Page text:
After the game, emotion consumed many of the Tigers as they hugged teammates and celebrated on the field. Bradley said he dedicated the victory to two nephews who died. One passed away last year, while the other passed away in 2010. He played like he was on a mission, too, as did the rest of the Tigers. Maybe that's why they were so spent following the victory. All season, coach Tyrone Shorter talked about how the team was going to use the 2011 season as motivation. With expectations squarely on their shoulders, the Tigers didn't disappoint.
"We just stuck with our game plan," Shorter said. "My coaches do a very good job. Hats off to these guys. I am nothing without those coaches. They did a very good job putting the game plan together."
Starkville also faced lofty expectations. To get back to Jackson, the Yellow Jackets overcame the loss of Devin Mitchell on New Year's Day and then persevered through a regular season that saw three other offensive starters go down with season-ending injuries. Factor in that senior defensive stalwart David Fair Jr. played most of the season with a torn anterior cruciate ligament in his knee and quarterback Gabe Myles missed two games early in the season with an ankle injury and Starkville weathered more than its share of adversity.
But Starkville coach Jamie Mitchell said his team used mental focus and a deep roster to overcome the obstacles. In his 23rd year of coaching, Mitchell finally had an opportunity to experience the long-awaited Gatorade bath at the end of the evening.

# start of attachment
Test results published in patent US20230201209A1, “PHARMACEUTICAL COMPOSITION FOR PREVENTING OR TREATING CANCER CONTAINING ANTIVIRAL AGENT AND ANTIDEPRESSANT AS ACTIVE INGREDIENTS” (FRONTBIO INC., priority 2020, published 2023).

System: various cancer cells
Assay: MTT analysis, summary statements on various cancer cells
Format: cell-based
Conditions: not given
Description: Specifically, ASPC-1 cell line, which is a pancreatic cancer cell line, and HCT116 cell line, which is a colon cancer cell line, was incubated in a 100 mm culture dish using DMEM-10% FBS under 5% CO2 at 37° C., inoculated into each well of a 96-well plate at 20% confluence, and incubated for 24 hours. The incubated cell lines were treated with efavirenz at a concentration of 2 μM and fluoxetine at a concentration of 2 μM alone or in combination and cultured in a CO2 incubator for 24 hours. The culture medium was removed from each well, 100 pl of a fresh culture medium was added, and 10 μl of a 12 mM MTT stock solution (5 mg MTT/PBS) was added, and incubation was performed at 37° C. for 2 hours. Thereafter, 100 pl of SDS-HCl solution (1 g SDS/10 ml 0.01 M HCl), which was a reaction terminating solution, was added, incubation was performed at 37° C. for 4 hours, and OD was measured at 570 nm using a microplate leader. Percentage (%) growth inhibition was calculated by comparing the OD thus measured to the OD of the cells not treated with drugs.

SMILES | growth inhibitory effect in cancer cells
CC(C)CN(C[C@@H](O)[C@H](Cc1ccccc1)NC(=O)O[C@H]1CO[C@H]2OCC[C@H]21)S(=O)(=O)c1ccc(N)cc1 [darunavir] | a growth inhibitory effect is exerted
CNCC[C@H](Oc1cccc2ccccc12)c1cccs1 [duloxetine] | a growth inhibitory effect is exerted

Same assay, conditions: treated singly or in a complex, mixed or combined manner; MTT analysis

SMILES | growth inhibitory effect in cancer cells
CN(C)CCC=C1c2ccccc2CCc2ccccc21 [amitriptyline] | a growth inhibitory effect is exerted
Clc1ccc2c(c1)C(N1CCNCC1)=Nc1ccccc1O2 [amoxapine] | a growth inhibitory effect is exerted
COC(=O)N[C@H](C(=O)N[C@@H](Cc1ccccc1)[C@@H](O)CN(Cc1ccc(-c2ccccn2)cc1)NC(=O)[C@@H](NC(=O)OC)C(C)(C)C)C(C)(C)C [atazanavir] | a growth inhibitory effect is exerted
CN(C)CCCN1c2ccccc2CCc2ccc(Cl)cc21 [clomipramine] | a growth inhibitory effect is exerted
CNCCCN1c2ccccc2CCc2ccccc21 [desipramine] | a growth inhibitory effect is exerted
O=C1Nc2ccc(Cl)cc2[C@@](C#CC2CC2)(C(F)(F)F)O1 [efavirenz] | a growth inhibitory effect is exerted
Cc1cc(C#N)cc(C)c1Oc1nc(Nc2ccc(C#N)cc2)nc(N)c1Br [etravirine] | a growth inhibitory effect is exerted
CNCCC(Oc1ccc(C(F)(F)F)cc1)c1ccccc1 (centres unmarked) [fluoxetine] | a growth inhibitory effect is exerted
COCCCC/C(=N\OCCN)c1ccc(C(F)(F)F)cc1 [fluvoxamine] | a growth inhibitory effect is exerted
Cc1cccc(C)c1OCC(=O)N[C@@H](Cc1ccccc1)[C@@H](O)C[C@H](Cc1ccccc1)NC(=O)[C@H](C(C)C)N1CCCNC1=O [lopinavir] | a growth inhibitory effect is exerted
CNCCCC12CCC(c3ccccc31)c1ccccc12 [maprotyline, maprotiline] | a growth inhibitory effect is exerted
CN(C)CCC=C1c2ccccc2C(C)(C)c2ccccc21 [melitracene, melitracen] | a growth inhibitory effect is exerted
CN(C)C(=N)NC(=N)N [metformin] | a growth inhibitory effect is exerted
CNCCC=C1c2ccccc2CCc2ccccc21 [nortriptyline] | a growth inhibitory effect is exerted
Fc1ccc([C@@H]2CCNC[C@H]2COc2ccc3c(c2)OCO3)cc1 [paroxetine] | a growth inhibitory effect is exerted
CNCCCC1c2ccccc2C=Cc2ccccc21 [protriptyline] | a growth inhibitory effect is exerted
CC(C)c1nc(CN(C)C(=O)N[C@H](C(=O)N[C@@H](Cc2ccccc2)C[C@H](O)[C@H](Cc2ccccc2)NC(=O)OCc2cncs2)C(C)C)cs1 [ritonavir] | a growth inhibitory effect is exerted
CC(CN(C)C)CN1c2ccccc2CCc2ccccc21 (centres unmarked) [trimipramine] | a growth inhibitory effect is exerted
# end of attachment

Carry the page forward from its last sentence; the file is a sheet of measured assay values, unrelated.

"I think what a lot of people don't understand is what these kids go through," Mitchell said. "It has been a year in the making. All of that emotion is the culmination of a year of work."
Mitchell watched with a smile as his players tumbled, ran, slid, and jumped all over the Veterans Memorial Stadium field after the final whistle. Unbridled happiness doesn't begin to describe the scene, as players soaked in the moment and remembered the difficulties they overcame to realize their goal.
Mitchell said the moment was special for him, too. After coming close to winning state titles at other schools, he said the experience was "an incredible feeling." He said the emotion his players showed was based in part on a sense of relief and the fact that 80 guys stuck together and played as a team to accomplish something they will cherish for the rest of their lives.
Mitchell said the victory was equally special because Starkville won a medal for Mitchell.
"We talked about him and his presence before the game," Mitchell said. "My mind quickly went to him as the seconds were ticking down. It was just completely unbelievable. I looked up at the sky and it was a crystal clear night and the moon was shining bright and there was one star over the middle of the field. It was kind of ironic how it worked out, but on the way home I looked out the window and the sky was filled with stars. ... His memory will last forever here with this team and teams to come in the future."
A night of effort, energy, and emotion also will be one football fans in this part of the state remember for a long time.
Adam Minichino is sports editor at The Dispatch. He can be reached at: email@example.com.
Adam Minichino is the Sports Editor for The Commercial Dispatch.